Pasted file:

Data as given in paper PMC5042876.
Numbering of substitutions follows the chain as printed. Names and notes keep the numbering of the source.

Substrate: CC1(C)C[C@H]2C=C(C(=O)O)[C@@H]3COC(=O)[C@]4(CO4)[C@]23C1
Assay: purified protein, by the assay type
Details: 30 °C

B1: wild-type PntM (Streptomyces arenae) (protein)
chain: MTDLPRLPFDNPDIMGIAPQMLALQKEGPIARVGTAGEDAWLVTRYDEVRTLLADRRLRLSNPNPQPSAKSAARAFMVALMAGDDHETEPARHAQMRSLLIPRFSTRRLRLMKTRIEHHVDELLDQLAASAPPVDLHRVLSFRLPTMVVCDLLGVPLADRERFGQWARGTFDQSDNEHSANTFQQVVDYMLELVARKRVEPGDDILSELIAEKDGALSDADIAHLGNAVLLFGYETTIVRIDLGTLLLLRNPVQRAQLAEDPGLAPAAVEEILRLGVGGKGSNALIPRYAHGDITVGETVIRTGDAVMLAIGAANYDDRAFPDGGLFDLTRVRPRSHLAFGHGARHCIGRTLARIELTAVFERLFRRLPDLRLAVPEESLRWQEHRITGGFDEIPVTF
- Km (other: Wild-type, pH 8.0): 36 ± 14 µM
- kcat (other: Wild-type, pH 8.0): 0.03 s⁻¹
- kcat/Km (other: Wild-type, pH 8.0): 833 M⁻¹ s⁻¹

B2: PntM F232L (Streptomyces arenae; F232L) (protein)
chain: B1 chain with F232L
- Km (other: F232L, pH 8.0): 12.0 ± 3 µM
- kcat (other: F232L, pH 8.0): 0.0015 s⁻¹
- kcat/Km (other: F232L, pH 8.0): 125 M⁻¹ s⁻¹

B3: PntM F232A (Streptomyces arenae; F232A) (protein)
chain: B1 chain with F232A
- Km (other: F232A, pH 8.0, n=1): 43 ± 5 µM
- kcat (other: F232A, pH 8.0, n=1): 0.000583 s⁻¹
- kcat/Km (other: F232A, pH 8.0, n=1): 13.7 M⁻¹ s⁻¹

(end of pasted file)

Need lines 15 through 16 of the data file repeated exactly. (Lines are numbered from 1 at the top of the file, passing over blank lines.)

- kcat/Km (other: F232L, pH 8.0): 125 M⁻¹ s⁻¹

B3: PntM F232A (Streptomyces arenae; F232A) (protein)